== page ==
- A holistic approach is required to narrow the expectation gap on fraud and going concern
- Forensic specialists and skills have a role to play in addressing fraud
- Addressing going concern requires changes to both financial reporting and auditing
The audit expectation gap – what users expect from the auditor, the financial statement audit and the reality of what an audit is – needs to be narrowed for the public benefit, our latest joint report with ACCA, CPA Canada and the Canadian AASB says.
A holistic approach is especially needed to narrow the expectation gap related to fraud and going concern, where all stakeholders play a vital role in meaningful change.
With audit quality a concern in many countries, the report offers recommendations based on research with key players of the financial reporting ecosystem – including financial statement preparers, auditors, regulators, boards, audit committees and investors.
Participants commented on how gaps in knowledge, performance and the evolution of audit all act to create the audit expectation gap.
The main recommendations of the report include:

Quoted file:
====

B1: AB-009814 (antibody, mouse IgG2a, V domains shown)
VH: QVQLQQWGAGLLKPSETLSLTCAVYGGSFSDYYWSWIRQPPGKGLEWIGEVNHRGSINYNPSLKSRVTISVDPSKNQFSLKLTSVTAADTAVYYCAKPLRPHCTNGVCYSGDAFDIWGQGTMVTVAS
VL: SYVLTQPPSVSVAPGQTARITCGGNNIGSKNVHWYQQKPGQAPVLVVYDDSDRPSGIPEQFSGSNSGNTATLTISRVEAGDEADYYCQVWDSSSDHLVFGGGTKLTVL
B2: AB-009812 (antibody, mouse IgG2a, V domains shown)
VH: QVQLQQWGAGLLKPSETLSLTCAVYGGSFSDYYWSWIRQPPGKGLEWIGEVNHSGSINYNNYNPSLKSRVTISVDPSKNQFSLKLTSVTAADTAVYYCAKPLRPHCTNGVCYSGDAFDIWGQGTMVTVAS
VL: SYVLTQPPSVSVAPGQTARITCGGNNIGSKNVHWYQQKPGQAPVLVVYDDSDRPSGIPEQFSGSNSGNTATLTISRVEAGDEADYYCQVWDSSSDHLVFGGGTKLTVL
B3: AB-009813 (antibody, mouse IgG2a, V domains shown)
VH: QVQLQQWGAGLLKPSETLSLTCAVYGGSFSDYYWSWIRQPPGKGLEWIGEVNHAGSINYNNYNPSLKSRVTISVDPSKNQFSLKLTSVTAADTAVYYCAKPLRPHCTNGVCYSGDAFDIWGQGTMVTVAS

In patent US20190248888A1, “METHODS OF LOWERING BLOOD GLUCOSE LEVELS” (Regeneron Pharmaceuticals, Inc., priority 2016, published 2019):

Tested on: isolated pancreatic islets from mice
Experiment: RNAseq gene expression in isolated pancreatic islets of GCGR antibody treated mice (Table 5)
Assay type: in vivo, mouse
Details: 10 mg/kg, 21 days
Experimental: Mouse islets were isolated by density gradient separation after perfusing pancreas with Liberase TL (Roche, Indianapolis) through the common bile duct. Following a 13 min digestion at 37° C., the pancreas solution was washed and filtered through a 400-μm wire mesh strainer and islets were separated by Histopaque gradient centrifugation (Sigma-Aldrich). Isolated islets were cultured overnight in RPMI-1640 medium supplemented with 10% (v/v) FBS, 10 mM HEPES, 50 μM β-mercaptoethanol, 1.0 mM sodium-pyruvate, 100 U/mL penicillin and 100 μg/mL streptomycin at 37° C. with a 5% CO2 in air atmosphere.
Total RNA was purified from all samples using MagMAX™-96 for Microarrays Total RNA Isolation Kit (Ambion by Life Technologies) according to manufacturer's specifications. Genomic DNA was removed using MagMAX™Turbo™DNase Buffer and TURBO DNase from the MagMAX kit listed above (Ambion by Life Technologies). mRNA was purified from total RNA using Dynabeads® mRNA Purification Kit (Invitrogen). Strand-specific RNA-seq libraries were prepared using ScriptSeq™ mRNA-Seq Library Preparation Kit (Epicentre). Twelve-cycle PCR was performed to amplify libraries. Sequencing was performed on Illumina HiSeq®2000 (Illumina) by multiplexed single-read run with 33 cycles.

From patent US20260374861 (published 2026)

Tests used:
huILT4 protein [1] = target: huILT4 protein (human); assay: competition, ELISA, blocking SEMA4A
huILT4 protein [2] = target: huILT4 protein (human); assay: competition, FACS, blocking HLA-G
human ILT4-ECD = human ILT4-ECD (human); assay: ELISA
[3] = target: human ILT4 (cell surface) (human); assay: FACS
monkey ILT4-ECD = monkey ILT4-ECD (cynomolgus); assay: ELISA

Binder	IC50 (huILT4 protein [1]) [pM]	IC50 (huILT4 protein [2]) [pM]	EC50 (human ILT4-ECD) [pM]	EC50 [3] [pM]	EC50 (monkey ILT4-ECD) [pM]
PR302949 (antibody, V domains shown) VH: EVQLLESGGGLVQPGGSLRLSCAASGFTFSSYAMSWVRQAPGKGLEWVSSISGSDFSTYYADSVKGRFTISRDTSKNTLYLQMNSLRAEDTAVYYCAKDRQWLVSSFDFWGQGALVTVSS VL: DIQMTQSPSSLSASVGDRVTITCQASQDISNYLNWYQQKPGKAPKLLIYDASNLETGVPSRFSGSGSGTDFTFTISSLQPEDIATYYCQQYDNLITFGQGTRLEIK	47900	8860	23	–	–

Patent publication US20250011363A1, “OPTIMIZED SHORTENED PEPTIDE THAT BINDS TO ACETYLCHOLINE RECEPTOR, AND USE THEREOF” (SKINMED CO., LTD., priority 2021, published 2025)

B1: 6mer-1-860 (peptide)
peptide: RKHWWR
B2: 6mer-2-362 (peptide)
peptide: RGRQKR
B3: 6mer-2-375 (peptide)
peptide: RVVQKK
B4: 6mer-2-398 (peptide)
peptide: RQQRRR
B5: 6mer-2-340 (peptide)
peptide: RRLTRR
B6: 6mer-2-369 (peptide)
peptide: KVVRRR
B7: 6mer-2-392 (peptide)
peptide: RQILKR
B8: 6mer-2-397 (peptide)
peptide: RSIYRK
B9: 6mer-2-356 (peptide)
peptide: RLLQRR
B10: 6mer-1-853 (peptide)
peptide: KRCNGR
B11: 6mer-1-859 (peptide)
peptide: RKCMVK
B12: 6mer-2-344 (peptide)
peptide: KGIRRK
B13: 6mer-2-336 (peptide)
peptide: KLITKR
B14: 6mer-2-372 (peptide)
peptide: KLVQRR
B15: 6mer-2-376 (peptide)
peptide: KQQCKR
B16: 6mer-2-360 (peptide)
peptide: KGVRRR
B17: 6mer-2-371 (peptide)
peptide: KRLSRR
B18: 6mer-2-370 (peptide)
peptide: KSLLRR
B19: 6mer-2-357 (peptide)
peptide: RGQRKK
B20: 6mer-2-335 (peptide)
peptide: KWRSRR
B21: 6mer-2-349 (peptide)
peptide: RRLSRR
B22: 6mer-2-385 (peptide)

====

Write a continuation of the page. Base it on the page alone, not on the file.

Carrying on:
- Encouraging forensic specialists to be involved in risk assessment where a high risk is identified but allowing auditors to still apply their professional judgment when determining how to respond to identified fraud risks as mandatory use of forensic specialist may widen the expectation gap.
- Encouraging the IASB and the IAASB to explore supplementing the current binary approach to disclosing material uncertainty on going concern with additional going concern disclosures.
- Suggesting that the IAASB and national standard setters consider areas in which the auditing standards could be enhanced to guide audit practitioners in the application of professional skepticism rather than introducing an additional ‘suspicious’ mindset.
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